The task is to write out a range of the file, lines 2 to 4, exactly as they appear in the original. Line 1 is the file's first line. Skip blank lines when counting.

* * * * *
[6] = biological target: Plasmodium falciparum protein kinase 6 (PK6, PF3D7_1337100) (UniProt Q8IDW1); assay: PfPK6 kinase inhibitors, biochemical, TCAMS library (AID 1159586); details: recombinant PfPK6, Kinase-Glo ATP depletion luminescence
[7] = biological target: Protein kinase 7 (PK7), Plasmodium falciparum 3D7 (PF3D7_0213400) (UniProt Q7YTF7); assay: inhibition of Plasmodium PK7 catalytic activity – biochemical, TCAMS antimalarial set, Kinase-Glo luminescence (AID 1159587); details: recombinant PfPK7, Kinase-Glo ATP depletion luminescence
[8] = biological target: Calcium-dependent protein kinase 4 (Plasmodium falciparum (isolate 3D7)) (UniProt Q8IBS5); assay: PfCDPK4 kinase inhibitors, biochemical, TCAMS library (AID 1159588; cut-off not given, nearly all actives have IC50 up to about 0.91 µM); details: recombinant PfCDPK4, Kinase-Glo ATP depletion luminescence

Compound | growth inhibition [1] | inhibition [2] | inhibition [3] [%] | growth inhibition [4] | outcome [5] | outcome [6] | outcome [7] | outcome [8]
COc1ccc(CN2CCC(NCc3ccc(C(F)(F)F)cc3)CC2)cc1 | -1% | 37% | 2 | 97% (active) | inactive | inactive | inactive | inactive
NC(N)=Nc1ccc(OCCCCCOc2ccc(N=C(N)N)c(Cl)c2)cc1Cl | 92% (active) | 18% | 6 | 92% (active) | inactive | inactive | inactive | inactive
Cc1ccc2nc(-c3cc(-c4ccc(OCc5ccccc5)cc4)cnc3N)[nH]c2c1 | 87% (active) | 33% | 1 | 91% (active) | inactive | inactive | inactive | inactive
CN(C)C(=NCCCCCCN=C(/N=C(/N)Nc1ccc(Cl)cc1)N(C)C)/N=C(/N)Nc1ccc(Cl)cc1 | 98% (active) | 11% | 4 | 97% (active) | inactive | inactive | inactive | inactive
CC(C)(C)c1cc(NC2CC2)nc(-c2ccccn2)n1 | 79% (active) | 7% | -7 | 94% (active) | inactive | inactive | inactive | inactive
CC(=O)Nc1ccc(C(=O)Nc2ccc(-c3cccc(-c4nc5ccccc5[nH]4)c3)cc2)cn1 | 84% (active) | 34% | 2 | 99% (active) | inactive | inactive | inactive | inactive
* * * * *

[7] = biological target: Protein kinase 7 (PK7), Plasmodium falciparum 3D7 (PF3D7_0213400) (UniProt Q7YTF7); assay: inhibition of Plasmodium PK7 catalytic activity – biochemical, TCAMS antimalarial set, Kinase-Glo luminescence (AID 1159587); details: recombinant PfPK7, Kinase-Glo ATP depletion luminescence
[8] = biological target: Calcium-dependent protein kinase 4 (Plasmodium falciparum (isolate 3D7)) (UniProt Q8IBS5); assay: PfCDPK4 kinase inhibitors, biochemical, TCAMS library (AID 1159588; cut-off not given, nearly all actives have IC50 up to about 0.91 µM); details: recombinant PfCDPK4, Kinase-Glo ATP depletion luminescence

Compound | growth inhibition [1] | inhibition [2] | inhibition [3] [%] | growth inhibition [4] | outcome [5] | outcome [6] | outcome [7] | outcome [8]